Detroit is on the rise, and there are plenty of exciting reasons to visit now. (Photo: Catch Carri)
By Carri Wilbanks / Catch Carri
It’s hard to think “Detroit” and picture green urban spaces, organic coffee shops, and gourmet restaurants, but the Motor City is undergoing a revitalization that could put it on the map as a hip city to visit this year. Though the city has suffered culturally and financially through the years, entrepreneurs and young professionals are slowly moving back and sparking positive change in the community. Here are ten reasons to put Detroit on your travel list right now:
1. The coffee scene could soon rival Portland’s.
Great Lakes Coffee Roasting Company has been pouring organic, small-batch joe since 1999. (Photo: Catch Carri)
Coffee lovers can get their fix at Great Lakes Coffee Roasting Company, an organic, small-batch coffee company located in a Midtown building that’s constructed mostly out of materials reclaimed from a demolished East Side Detroit home. A rotating menu of freshly roasted micro-lot, single-origin coffees are served throughout the week, but Great Lakes’ commitment to quality never changes — the business philosophy focuses on small-scale production, traditional techniques, and quality taste. Insider tip: try the cold-brewed coffee on draft.
Located right across from Campus Martius Park, Roasting Plant is further evidence that good coffee might be fueling Detroit’s renaissance. The modern shop takes the science of coffee seriously, and beans are roasted fresh in-house every day. While there’s no denying that the coffee is strong and delicious, the real reason people keep coming back is probably the novelty ordering process. Once you pick which coffee you want, the beans are vacuum pumped through clear tubes, shooting right from the roaster to the brewer. It gives the place an industrial mad-scientist vibe and draws coffee connoisseurs back again and again.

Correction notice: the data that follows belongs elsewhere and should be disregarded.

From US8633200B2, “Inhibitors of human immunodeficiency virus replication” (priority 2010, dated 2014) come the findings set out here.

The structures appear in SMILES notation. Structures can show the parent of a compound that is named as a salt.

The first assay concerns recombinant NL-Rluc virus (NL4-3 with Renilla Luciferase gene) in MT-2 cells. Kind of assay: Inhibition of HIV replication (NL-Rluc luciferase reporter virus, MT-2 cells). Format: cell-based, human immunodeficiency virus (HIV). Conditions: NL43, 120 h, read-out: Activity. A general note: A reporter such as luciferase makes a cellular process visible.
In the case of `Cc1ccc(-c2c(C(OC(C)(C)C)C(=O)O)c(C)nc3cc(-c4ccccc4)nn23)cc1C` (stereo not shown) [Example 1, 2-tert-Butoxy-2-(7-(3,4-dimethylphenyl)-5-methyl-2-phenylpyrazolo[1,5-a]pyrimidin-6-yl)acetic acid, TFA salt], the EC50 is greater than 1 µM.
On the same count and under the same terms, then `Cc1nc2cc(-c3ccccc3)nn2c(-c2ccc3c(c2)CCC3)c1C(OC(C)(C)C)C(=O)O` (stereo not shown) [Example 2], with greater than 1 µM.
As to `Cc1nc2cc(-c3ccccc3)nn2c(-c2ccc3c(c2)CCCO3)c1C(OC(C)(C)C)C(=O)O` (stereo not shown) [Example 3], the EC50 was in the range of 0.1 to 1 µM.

When you order at Roasting Plant, you’ll watch your beans shoot from their containers into the roaster. (Photo: Catch Carri)
2. The food is delicious.
Serving arguably the best breakfast in Detroit, The Hudson Café opened in 2011 when owners Tom Teknos and Stavros Adamapoulos saw the city revitalizing. Their prediction paid off. Today, hungry patrons typically have to wait for a table on weekend mornings, though most agree: It’s worth the extra time just to get a bite of the spot’s famous red velvet pancakes ($9), which are drizzled with cream cheese and dusted with cocoa powder. Other popular items on the menu include the Very Berry Stuffed French Toast ($9.50) stuffed with banana cream cheese and topped with fresh berries, and the Voodoo Eggs Benedict ($9.50) made with corn cake, chorizo, cheddar, and a special house ranchero sauce that takes three hours to make.
Vinsetta Garage is the oldest garage east of the Mississippi — today it dispenses comfort food instead of tune-ups. (Photo: Catch Carri)
After 91 years as an auto repair shop and hot rod hangout, the well-known Vinsetta Garage on Woodward Avenue was overhauled in 2011 by investors who converted the building into a destination restaurant. While it looks mostly the same on the outside, complete with gas pumps and garage doors, the interior is now a very cool dining scene where patrons enjoy comfort foods like disco fries ($6.95), coal-fired bread sticks ($5.95) and hearty burgers ($12.95–$14.95).
In the early 1900s, Greektown, located northeast of downtown along Monroe Avenue, was home to a large population of Greek immigrants and today the neighborhood is still known for its plethora of Greek restaurants, a few of which are still Greek-owned. The area has become a popular district for tourists and city residents alike, thanks to a casino, buildings modeled after Greek architectural icons like the Parthenon, and live music on summer nights. For cheap Greek eats, try Plaka Cafe, a diner-style restaurant serving Mediterranean dishes such as gyros and kebobs alongside American staples like burgers and French toast.
3. Downtown is thriving.
In the summer, Camp Martius Park is an urban beach; in the winter, it’s an ice-skating rink. (Photo: Catch Carri)
Located smack dab in the middle of downtown Detroit, Campus Martius Park is a small but bustling public oasis that, since opening in 2004, has brought much-needed greenery and pedestrian traffic to the area. Today there’s always something going on: performances, a bar, yard games in the summer, an ice rink in the winter. The park, which was a drill ground for the militia in the 1700s, has become a favorite hangout for nearby office workers at lunchtime. In fact, the park itself has served as a catalyst for new construction — condominiums and new office spaces have sprung up here over the past few years.